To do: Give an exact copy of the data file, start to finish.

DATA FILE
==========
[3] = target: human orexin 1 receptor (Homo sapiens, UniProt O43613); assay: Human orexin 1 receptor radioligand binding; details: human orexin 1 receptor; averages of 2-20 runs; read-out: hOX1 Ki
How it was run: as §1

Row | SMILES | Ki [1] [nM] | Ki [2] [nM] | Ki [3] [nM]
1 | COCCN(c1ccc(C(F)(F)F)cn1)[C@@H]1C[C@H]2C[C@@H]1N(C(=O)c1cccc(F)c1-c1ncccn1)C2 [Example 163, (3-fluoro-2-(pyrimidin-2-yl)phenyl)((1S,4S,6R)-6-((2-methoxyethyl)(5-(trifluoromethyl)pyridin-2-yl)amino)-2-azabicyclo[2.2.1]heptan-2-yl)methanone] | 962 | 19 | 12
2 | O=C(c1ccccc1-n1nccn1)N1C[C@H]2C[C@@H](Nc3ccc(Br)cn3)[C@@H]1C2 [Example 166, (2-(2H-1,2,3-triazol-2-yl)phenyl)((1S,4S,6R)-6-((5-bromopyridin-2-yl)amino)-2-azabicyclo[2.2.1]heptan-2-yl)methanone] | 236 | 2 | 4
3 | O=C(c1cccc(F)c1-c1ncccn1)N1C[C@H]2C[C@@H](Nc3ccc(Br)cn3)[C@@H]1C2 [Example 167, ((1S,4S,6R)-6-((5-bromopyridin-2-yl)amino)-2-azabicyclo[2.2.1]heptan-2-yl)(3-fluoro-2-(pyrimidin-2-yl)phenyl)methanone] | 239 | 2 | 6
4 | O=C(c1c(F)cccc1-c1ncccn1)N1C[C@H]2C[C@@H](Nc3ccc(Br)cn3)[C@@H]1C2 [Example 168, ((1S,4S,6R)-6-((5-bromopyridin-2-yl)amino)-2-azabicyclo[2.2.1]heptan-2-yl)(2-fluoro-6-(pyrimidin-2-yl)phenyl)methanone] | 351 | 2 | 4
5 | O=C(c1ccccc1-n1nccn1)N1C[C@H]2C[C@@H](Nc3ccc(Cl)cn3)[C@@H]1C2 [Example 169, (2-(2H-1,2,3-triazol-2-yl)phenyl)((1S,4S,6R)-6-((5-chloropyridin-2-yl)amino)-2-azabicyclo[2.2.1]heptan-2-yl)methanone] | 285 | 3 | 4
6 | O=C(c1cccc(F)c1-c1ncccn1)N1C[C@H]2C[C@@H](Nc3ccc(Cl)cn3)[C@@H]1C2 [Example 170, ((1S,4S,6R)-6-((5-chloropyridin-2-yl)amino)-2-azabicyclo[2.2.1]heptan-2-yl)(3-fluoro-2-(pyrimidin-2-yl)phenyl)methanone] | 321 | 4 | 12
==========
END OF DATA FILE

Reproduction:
[3] = target: human orexin 1 receptor (Homo sapiens, UniProt O43613); assay: Human orexin 1 receptor radioligand binding; details: human orexin 1 receptor; averages of 2-20 runs; read-out: hOX1 Ki
How it was run: as §1

Row | SMILES | Ki [1] [nM] | Ki [2] [nM] | Ki [3] [nM]
1 | COCCN(c1ccc(C(F)(F)F)cn1)[C@@H]1C[C@H]2C[C@@H]1N(C(=O)c1cccc(F)c1-c1ncccn1)C2 [Example 163, (3-fluoro-2-(pyrimidin-2-yl)phenyl)((1S,4S,6R)-6-((2-methoxyethyl)(5-(trifluoromethyl)pyridin-2-yl)amino)-2-azabicyclo[2.2.1]heptan-2-yl)methanone] | 962 | 19 | 12
2 | O=C(c1ccccc1-n1nccn1)N1C[C@H]2C[C@@H](Nc3ccc(Br)cn3)[C@@H]1C2 [Example 166, (2-(2H-1,2,3-triazol-2-yl)phenyl)((1S,4S,6R)-6-((5-bromopyridin-2-yl)amino)-2-azabicyclo[2.2.1]heptan-2-yl)methanone] | 236 | 2 | 4
3 | O=C(c1cccc(F)c1-c1ncccn1)N1C[C@H]2C[C@@H](Nc3ccc(Br)cn3)[C@@H]1C2 [Example 167, ((1S,4S,6R)-6-((5-bromopyridin-2-yl)amino)-2-azabicyclo[2.2.1]heptan-2-yl)(3-fluoro-2-(pyrimidin-2-yl)phenyl)methanone] | 239 | 2 | 6
4 | O=C(c1c(F)cccc1-c1ncccn1)N1C[C@H]2C[C@@H](Nc3ccc(Br)cn3)[C@@H]1C2 [Example 168, ((1S,4S,6R)-6-((5-bromopyridin-2-yl)amino)-2-azabicyclo[2.2.1]heptan-2-yl)(2-fluoro-6-(pyrimidin-2-yl)phenyl)methanone] | 351 | 2 | 4
5 | O=C(c1ccccc1-n1nccn1)N1C[C@H]2C[C@@H](Nc3ccc(Cl)cn3)[C@@H]1C2 [Example 169, (2-(2H-1,2,3-triazol-2-yl)phenyl)((1S,4S,6R)-6-((5-chloropyridin-2-yl)amino)-2-azabicyclo[2.2.1]heptan-2-yl)methanone] | 285 | 3 | 4
6 | O=C(c1cccc(F)c1-c1ncccn1)N1C[C@H]2C[C@@H](Nc3ccc(Cl)cn3)[C@@H]1C2 [Example 170, ((1S,4S,6R)-6-((5-chloropyridin-2-yl)amino)-2-azabicyclo[2.2.1]heptan-2-yl)(3-fluoro-2-(pyrimidin-2-yl)phenyl)methanone] | 321 | 4 | 12